The Wild East staff
A heads-up for all foreigners who love driving recklessly — Taiwan cops are finally getting savvy
After a spate of recent high-profile cases involving deaths of innocents, Taiwan police are cracking down on drunk driving (or drink-driving if you prefer). This includes reining in foreigners under the influence, who have until recently enjoyed a certain marginalization and therefore immunity in matters of traffic violations. This is mainly due to the customarily poor English-speaking ability of most police officers, who in the past found dealing with foreigners ‘tai mafan‘ – too much trouble.
But things are different now. One British expat who was pulled over on his way home a few weeks ago by an English-proficient cop was asked if he’d take a blood test. “Stupidly I said ‘okay’,” he recounts. “I found out afterwards you can actually refuse to take a blood test. Although the fine for that will likely be stiff” — but not as bad as what turned out to be a DUI in Taiwan.
“I should have asked to go to the loo and drunk a lot of water first”, he commented, as “that would have perhaps brought my blood alcohol count down to an acceptable level.” Police have to allow you to drink some water if you request it.
“I didn’t think about this at the time, because I was so surprised the officer spoke English so well, but I should have just spoken Spanish to him. That would have been my get-out-of-jail-free card in this case,” the foreigner added.
Instead he got a .045 BAC reading, surpassing the .025 limit. Using this online BAC calculator, if he would have put off driving a while or had a couple glasses of water or cup of coffee before heading off, he might have been all right.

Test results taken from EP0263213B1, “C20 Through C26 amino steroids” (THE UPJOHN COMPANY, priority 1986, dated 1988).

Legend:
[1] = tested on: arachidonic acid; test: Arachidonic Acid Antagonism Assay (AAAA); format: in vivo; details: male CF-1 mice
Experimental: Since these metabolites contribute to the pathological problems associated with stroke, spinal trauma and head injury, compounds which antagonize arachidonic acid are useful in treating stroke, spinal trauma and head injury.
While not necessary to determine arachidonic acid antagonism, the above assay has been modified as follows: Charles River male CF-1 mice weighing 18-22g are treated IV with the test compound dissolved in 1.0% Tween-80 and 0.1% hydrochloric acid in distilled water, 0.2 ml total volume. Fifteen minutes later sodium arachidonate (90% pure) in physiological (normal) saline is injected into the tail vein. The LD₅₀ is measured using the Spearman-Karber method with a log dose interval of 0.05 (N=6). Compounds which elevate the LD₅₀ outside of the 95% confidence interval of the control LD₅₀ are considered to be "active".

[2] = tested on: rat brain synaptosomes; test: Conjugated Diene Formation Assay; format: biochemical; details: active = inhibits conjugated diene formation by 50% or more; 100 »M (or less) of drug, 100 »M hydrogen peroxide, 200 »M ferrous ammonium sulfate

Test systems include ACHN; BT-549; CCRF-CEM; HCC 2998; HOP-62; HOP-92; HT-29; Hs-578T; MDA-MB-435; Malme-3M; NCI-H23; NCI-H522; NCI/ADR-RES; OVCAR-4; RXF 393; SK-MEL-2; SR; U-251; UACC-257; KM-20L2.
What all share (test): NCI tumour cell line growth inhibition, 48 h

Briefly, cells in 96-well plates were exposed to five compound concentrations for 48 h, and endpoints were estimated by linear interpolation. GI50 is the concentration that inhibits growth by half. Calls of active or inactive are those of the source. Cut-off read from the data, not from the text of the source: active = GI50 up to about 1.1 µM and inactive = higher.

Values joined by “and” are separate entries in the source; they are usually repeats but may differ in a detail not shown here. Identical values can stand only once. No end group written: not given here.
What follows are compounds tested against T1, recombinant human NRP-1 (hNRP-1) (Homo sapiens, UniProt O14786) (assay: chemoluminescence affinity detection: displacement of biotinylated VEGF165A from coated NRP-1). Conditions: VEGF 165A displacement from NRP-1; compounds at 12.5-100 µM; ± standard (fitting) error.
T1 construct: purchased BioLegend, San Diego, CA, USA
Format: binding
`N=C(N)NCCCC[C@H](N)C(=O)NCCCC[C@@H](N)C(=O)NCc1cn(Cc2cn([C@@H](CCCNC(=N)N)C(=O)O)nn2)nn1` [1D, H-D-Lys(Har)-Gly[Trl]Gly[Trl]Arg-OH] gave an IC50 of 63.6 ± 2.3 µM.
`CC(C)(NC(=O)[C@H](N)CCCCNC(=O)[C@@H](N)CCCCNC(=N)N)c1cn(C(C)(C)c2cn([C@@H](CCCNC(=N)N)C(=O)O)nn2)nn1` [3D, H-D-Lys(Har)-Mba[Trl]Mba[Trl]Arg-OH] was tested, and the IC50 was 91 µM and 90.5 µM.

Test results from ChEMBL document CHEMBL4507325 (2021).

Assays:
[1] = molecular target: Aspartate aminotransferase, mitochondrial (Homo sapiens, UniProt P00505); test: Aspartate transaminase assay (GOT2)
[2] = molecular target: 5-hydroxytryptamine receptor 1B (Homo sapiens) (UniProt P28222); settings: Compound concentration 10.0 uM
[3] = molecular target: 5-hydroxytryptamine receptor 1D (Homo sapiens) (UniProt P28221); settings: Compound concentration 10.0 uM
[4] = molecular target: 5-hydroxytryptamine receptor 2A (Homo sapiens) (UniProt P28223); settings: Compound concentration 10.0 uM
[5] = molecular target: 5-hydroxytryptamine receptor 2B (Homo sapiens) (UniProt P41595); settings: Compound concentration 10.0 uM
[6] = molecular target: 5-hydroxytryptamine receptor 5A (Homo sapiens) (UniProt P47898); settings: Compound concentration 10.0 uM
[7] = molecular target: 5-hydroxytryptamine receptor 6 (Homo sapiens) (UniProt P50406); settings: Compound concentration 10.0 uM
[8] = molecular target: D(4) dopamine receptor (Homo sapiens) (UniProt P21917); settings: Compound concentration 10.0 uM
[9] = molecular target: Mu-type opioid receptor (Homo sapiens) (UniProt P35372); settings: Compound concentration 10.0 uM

True, as one observer points out: “Sure it stings to get a steep fine, but a nasty accident would sting a lot more, take my word on this!”
Another laowai said the bust was probably a strong reminder in the long run, and: “There but for the grace of God go I”!
The driver’s blood count turned out to be .045, and his scooter was immediately confiscated and he had to take a taxi home. The next day he went into the Traffic division in Taipei to find out the fine: 30,000nt (about US$1000) to get his scooter back. Plus 6,000nt (about US$200) to avoid a one-year suspension of driving privileges. After about .060 penalties increase further.
Another expat, who was trying to drive home absolutely hammered and registered .076 BAC, got his scooter confiscated and spent the night in jail sobering up. He is still has a pending court case, where he could be slapped with a 150,000nt (US$5000) maximum penalty.
The fines might be steep to some, but getting intoxicated drivers off the road seems to be a wise strategy, and it’s one that will save lives — including the lives of those who might not feel they are driving under the influence.
2 thoughts on “Getting a DUI in Taiwan: Steep fines and some useful lessons”
Also, just because an offender only receives a fine for committing a criminal offense, that does not mean the offender will not have a criminal conviction on their record. As long as anyone is convicted of committing a criminal offense, they will receive a permanent criminal conviction on their record regardless what sentence they receive.
The fines and the jail/prison terms are not the problem. The real problem is getting a permanent criminal conviction on record.